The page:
Everyone experiences some degree of workplace stress, but over time, even small stressors can take a big toll on your physical and mental health, eventually leading to exhaustion and burnout.

You can help prevent burnout by establishing a daily meditation routine: even just a few minutes a day can provide real benefits.

Studies have shown that meditation decreases stress and anxiety, and it increases focus and concentration. It can also have direct physical benefits: it helps to decrease blood pressure, increases blood flow to the heart and decreases muscle tension—including the muscles that cause stress-related tension headaches!

Meditation Decreases Your Stress & Anxiety

It is a well-known fact that chronic stress negatively affects both the body and the mind. Meditation can help mitigate stress by promoting relaxation and helping you let go of daily worries. It also increases positive feelings and tolerance, so you’ll be less likely lash out when your child refuses to cooperate or your boss piles on additional work at the last minute.

Tense situations simply won’t rattle you as much. A daily practice will also lessen the chances of reaching for unhealthy stress-relief options that cause damage, such as smoking, binge drinking or overeating.

Meditation Increases Your Focus & Concentration

It teaches you to focus on the present moment, which means you can more effectively tune out unhelpful distractions and complete the tasks in front of you. This improved focus leads to better prioritizing and decision-making both at work and in life.

Many busy working people feel that meditation is just another time-consuming activity to add to an already over-scheduled day. However, by taking just a few minutes out of your day to relax and focus, you are actually likely to increase your productivity—and stave off burnout at the same time.

Meditation Improves Your Physical Health

If you feel healthy and strong, you are less likely to become overwhelmed by stress and experience burnout. Meditation has been linked to a host of physical benefits including pain relief, lower oxygen consumption and decreased respiratory rate.

Regular practice has also been shown to decrease blood pressure and increase blood flow to the heart. In addition, meditation helps promote restful sleep and the ability to give up unhealthful behaviors like substance abuse.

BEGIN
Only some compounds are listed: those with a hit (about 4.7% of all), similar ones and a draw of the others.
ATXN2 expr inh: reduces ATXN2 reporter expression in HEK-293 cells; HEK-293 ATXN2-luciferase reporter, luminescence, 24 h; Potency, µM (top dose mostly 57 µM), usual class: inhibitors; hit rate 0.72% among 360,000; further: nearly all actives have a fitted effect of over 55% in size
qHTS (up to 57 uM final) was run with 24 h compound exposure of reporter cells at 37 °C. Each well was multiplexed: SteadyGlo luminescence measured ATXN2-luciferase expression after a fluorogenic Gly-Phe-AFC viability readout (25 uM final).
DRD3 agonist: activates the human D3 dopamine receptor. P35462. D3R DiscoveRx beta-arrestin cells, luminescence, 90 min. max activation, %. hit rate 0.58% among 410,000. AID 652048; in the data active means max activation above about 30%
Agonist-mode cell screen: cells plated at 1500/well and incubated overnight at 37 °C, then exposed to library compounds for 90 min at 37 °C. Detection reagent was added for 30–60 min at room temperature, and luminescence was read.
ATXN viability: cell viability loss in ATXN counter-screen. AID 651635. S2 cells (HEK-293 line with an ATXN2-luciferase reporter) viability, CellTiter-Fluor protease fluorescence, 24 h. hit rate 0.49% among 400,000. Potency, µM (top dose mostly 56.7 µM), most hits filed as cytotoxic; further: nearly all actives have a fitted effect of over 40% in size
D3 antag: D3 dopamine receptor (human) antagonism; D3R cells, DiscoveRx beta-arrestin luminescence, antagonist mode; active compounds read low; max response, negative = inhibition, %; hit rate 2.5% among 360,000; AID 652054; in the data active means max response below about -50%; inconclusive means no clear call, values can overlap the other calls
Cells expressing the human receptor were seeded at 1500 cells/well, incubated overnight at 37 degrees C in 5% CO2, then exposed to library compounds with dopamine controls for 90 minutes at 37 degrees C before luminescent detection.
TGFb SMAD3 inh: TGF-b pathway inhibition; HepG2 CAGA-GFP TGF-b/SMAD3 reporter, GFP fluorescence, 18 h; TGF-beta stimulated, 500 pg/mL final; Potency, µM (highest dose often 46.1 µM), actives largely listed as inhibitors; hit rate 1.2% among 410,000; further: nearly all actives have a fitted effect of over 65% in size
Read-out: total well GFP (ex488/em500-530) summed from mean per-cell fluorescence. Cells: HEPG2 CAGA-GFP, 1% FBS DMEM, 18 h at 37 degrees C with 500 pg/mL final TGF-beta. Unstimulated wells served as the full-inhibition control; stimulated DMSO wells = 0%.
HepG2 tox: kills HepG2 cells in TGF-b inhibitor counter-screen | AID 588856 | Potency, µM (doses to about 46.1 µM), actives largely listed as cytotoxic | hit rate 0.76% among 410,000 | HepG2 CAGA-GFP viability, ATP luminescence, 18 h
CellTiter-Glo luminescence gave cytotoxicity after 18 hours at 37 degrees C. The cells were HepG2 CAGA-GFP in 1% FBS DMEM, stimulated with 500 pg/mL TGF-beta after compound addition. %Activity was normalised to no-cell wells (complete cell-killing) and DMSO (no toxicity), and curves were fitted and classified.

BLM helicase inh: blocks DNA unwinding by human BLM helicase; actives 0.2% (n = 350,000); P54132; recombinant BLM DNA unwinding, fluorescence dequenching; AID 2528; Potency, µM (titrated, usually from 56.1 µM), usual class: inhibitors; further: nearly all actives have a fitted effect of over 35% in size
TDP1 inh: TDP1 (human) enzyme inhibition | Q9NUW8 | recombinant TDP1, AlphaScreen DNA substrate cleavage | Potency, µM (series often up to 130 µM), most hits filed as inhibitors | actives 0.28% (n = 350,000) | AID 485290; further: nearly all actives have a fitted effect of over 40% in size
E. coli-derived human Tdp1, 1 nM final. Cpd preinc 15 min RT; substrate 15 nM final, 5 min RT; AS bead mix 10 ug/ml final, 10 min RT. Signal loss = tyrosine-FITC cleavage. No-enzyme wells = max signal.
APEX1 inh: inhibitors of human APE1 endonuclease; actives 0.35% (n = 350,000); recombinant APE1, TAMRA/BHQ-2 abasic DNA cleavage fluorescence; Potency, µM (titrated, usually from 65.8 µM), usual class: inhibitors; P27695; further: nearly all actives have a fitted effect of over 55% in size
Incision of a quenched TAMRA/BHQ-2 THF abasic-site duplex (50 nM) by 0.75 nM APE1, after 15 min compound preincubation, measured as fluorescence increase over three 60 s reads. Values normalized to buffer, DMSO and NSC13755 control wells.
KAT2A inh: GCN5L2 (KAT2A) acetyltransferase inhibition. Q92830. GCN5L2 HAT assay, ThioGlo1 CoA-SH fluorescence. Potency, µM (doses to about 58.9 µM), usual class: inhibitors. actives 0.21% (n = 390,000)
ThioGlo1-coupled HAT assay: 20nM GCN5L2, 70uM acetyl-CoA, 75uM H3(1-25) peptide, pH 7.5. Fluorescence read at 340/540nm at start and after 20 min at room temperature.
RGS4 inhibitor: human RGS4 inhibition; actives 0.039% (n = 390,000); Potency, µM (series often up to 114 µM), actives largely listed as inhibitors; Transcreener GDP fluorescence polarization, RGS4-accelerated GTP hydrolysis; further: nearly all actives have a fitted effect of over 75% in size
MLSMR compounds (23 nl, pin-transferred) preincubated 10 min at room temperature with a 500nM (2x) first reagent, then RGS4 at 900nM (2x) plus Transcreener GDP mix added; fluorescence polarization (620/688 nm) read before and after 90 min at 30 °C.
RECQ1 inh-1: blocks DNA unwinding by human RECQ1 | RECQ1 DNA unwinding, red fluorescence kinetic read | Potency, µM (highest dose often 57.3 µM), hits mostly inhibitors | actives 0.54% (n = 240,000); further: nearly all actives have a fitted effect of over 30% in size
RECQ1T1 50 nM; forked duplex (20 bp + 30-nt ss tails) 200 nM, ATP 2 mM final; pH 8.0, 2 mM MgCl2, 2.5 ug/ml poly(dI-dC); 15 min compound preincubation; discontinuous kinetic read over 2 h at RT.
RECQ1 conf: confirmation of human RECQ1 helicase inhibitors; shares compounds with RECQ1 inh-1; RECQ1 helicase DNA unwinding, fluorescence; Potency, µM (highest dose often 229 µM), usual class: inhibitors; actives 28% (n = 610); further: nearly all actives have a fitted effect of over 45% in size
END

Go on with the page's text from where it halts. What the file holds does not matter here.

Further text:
Furthermore, many common illnesses are exacerbated by stress, and meditating helps keep stress at bay. It has been shown to reduce the severity of symptoms from a host of ailments, ranging from arthritis to allergies to cancer to PMS. It is also linked to stronger immune systems and shorter post-operation healing times. (Meditation is not a replacement for medication, of course, but many physicians are now recommending meditation as a complementary addition to traditional medical treatment.) If you are looking to improve your physical health, there is really no reason not to try it.

In addition to providing all of these benefits, meditation is completely free and accessible to anyone. There is no special equipment required, and you can do it from pretty much anywhere. (If you’re having a stressful day at work, you can take five-minutes to  meditate in your car—or even in a stairwell!)

However, many people have difficulties establishing a routine at first. It may help to create a small space in your home that you use exclusively for meditating, and to set aside a specific time of day as your designated meditation time. You can start with just five minutes a day (use a timer to help yourself keep track). If you still have trouble sticking with it, there are many free resources available online that can help. Here is a good place to start.

This post was written on behalf of Psychic Source. To get a convenient reading from a psychic online, visit their website today. Image courtesy of Jon Fife
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6 thoughts on “How Meditation Can Reduce Your Stress and Prevent Burnout

  1. Absolutely!

    Meditation does help, and I have seen it work wonders with my Dad, who has been meditating for years now. It has reduced his blood pressure to an extent that now he hardly requires any kind of medication.

    He taught me too, and the kind of meditation he practices is called Transcendental Meditation. But yes, there are many kinds and what matters is that you learn any one that suits you and remain consistent with it.

    Thanks for sharing. :)

    • Bryce Christiansen

      Thanks Harleena,

      Wow, that’s impressive. I’ll have to look up that form of meditation. I could definitely use less stress :)

      Bryce

  2. I have been meditating for about a year now and have seen some incredible benefits in the reduction of my overall stress and the release of the muscular tension that I hold throughout my body.

    Just recently I started group meditation and I highly suggest it to others. I seem to more easily center my focus in this setting.

    Kyle

    • Bryce Christiansen

      Thanks Kyle,

      It’s good to have people who can testify of the benefits of meditation. If people are looking to get started I hope they reach out to you.

      Bryce

  3. I’ll immediately seize your rss feed as I can’t in finding
    your e-mail subscription hyperlink or e-newsletter service.
    Do you have any? Kindly let me know in order that I may just subscribe.
    Thanks.

    • Bryce Christiansen

      Hi Carissa,

      You can subscribe on the left or below the post. Look for where it says sign up for updates.

      Bryce

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